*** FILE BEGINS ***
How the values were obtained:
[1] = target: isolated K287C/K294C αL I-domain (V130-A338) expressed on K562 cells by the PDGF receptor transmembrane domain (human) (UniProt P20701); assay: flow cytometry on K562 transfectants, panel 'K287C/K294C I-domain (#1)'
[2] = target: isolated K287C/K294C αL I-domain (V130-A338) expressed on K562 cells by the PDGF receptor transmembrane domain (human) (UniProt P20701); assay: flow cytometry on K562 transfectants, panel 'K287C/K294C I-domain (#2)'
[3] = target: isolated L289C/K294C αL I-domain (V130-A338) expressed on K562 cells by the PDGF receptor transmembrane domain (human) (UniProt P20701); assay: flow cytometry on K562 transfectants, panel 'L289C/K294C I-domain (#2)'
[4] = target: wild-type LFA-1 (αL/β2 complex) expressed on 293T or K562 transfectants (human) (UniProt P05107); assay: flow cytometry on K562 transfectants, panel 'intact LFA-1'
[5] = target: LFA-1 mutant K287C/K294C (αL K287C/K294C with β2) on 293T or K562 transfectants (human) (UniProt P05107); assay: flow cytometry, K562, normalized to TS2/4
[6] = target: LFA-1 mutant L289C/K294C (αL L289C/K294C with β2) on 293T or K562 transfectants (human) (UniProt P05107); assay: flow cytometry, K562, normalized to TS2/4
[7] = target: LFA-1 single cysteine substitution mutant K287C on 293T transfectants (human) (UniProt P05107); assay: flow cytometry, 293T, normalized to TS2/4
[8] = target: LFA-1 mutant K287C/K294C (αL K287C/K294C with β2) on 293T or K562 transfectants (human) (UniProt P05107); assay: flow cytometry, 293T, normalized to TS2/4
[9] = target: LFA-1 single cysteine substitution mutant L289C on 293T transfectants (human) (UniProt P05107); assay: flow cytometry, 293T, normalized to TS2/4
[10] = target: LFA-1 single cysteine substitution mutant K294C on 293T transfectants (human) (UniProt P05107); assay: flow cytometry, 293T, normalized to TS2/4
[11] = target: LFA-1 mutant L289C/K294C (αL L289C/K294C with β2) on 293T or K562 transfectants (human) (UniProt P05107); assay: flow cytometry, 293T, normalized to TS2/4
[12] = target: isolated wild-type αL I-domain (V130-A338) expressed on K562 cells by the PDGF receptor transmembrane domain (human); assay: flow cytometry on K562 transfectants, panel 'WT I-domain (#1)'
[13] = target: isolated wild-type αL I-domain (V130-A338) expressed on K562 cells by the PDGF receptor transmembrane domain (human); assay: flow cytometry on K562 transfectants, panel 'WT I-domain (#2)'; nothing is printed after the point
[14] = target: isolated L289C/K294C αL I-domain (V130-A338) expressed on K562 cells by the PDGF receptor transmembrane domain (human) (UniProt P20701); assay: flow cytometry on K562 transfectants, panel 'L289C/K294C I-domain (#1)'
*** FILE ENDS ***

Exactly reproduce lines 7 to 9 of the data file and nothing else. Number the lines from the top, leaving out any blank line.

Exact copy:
[6] = target: LFA-1 mutant L289C/K294C (αL L289C/K294C with β2) on 293T or K562 transfectants (human) (UniProt P05107); assay: flow cytometry, K562, normalized to TS2/4
[7] = target: LFA-1 single cysteine substitution mutant K287C on 293T transfectants (human) (UniProt P05107); assay: flow cytometry, 293T, normalized to TS2/4
[8] = target: LFA-1 mutant K287C/K294C (αL K287C/K294C with β2) on 293T or K562 transfectants (human) (UniProt P05107); assay: flow cytometry, 293T, normalized to TS2/4